U.S. companies will spend more than $1 billion on social media marketing this year. They will employ all manner of digital technology to try to deepen their relationships with customers, including bombarding us with tweets and imploring us at every turn to like them.
And then they will be reminded, when they least expect it, that the most carefully curated online profile can be undone with the click of a send button.
Target learned that the hard way last year, when a political contribution backfired and resulted in an online boycott campaign. The backlash came after it was revealed that the retailer had donated $150,000 to a Republican candidate for Minnesota governor who was opposed to gay marriage. Protesters created a Facebook page that at one point drew almost 60,000 fans.
General Mills faced a similar situation last week, as it scrambled to respond to online news and blog accounts about its decision to pull its advertising from a television show that had drawn the ire of conservative activist groups.
The dustup began after the Florida Family Association declared that it had persuaded General Mills to pull its advertising from the ABC Family channel's show, "Pretty Little Liars." The conservative activist group had lambasted the show, whose lead characters include several teenage girls who are lesbians, for its "homosexual propaganda and explicitly immoral content."
The FFA even had an Aug. 16 e-mail from Jeff Hagen, General Mills' director of consumer services. He assured the FFA that General Mills' ads would no longer appear on "Pretty Little Liars," and thanked the FFA "for bringing this to our attention." The FFA published the e-mail under the headline, "General Mills says NO to Pretty Little Liars lesbian content."
Before long, the word boycott was in the air, or at least in the echo chamber that is the blogosphere. And that's a universe General Mills, like many big companies, courts heavily. Even as the crisis was breaking last week, General Mills wined and dined nearly two dozen handpicked bloggers from around the country, treating them to an all-expenses-paid tour of its Green Giant operations in Le Sueur, Minn., a Lake Minnetonka cruise and dinner at an upscale Minneapolis restaurant.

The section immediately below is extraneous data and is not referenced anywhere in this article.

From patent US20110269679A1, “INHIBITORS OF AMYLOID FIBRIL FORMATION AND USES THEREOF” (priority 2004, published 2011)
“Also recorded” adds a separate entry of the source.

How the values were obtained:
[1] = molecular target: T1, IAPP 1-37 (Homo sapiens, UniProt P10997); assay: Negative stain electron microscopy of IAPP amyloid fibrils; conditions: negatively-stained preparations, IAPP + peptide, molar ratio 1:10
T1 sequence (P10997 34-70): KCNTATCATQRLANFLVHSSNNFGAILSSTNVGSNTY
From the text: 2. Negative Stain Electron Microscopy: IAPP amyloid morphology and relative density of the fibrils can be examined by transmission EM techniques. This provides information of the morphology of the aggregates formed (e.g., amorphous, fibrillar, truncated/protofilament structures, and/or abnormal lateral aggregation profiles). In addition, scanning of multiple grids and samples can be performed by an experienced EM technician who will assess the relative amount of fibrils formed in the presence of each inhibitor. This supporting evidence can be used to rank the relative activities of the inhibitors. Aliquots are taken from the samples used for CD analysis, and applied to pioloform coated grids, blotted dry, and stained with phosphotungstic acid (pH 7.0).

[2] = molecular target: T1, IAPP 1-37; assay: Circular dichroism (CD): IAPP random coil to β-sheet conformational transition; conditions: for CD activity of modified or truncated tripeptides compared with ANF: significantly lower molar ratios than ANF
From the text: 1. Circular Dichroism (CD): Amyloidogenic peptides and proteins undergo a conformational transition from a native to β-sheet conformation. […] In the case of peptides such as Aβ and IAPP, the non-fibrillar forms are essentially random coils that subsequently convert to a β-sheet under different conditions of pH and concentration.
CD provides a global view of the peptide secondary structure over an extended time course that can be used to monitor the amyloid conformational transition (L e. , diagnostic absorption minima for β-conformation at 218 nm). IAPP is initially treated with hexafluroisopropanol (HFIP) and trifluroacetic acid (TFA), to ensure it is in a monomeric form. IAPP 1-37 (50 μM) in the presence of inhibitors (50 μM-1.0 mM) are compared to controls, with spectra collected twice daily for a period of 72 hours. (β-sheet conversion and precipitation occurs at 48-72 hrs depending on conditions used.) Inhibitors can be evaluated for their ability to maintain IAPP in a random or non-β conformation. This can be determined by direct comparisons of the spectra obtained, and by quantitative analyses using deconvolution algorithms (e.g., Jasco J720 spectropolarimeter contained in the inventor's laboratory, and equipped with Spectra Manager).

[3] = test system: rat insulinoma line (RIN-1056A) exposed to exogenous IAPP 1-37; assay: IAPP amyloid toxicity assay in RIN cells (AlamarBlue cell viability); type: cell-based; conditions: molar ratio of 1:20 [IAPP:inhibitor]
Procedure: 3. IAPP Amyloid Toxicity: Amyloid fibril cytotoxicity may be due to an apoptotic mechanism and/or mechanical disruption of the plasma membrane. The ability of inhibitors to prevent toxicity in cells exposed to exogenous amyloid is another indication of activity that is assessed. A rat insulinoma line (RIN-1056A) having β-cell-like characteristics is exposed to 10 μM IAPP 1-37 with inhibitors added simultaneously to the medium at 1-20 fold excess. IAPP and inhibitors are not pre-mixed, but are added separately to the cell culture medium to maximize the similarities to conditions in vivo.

Not surprisingly, many of those bloggers reciprocated with glowing posts under headlines such as: Green Giant is amazing.
The FFA news suggested less than amazing behavior by a company with a longstanding and widely lauded benefits policy that includes same-sex domestic partners. "Pretty Little Liars" has been cited along with several other ABC Family shows by the Gay and Lesbian Alliance Against Discrimination for its positive portrayal of young adults who are gay.
Before the situation could get out of hand, General Mills swung into crisis communications mode. Over the weekend, the FFA posted a new e-mail from Hagen that suggested his original one had been "misinterpreted," and that the company does not make advertising placement decisions "based on the sexual orientation of characters."
At General Mills' request, the FFA even scrubbed the word "lesbian" from its original headline.
"We won't usually do something like that," FFA founder David Caton said. "But we really respect General Mills' responsible advertising policies, and over the years Jeff has been very responsive to our concerns."
General Mills says it had already decided to stop advertising on the show by the time FFA contacted it. The company said its decision had nothing to do with the sexual orientation of the characters, but was made after analyzing the show's shifting demographics and a story line about an intimate relationship between a high school teacher and his female student.
The mistake in its response to the FFA, said Tom Forsythe, General Mills' vice president of corporate communications, was not explaining the reason for the decision. "By leaving it out, we created the opportunity for misinterpretation," he said.
Forsythe worked through the weekend to contact bloggers and explain the company's decision, and to respond to questions and concerns from employees and customers.
He seemed most surprised that, given the company's longstanding track record as a good corporate citizen, some people won't take him at his word.
On the company's blog he lamented that, "Unfortunately, the world is a place where the truth is not always believed, especially on the Internet."
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